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Introduction to DSLRs – The Canon 7D

canon 7d

As part of our MDA2400 workshop this week, were formally inducted into using the Canon 7D. We were given a quick tutorial on its basic functions as well as utilising it practically for a short filming exercise which I incidentally found trouble with.

I’ve never been familiar with using a DSLR for filming as nearly all the productions I have been a part of in the past have employed the use of a professional camcorder. If truth be told, I’m far more comfortable with using a big professional camera than using a DSLR for filming. There is something about it that for me feels bizarre. This probably stems from the fact that I’ve always viewed DSLRs as being solely for photography and never for motion picture filming.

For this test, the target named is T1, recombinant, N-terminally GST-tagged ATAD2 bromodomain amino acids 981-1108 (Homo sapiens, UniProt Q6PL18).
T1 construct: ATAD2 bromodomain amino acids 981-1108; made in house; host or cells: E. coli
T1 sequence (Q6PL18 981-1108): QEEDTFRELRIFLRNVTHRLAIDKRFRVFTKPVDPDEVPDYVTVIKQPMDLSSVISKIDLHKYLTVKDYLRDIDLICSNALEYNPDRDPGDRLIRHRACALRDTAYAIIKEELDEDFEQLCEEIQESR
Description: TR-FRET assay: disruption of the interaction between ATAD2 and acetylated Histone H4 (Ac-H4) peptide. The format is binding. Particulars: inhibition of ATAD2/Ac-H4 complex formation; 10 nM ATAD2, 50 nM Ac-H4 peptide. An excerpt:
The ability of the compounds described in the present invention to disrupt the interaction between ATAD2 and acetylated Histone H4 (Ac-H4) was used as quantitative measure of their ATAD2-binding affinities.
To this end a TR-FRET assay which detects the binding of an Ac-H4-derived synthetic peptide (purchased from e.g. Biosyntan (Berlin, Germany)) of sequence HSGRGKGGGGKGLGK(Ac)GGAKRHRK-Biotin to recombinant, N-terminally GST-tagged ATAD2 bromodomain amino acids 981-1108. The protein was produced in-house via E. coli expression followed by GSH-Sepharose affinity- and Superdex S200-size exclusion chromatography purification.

In regards to filming my short exercise, I found trouble with the focus and the different strengths and weaknesses of each lens that the 7D comes with. Previously I have never had to switch lenses on cameras that I have used so this was and will be a new experience for me when I use this camera for my own productions this year.

However, having said this, I think I’m pretty confident in my ability to adapt to change and will eventually get used to operating a DSLR when it comes to shooting my films in future. The prospect of changing lenses could potentially provide a new learning curve for me as now this would force me to consider my framing and the composition of my shots a lot more vigilantly. I am very much looking forward to this.